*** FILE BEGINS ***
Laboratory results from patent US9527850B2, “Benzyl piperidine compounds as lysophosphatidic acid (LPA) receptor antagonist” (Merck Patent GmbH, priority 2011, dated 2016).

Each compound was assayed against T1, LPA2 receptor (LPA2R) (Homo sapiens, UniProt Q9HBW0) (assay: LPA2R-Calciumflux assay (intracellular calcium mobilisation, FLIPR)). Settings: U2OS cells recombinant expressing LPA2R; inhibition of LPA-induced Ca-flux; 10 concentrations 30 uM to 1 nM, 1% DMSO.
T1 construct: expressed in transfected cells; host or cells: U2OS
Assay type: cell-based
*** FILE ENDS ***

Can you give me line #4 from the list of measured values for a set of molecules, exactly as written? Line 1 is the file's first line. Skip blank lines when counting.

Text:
Assay type: cell-based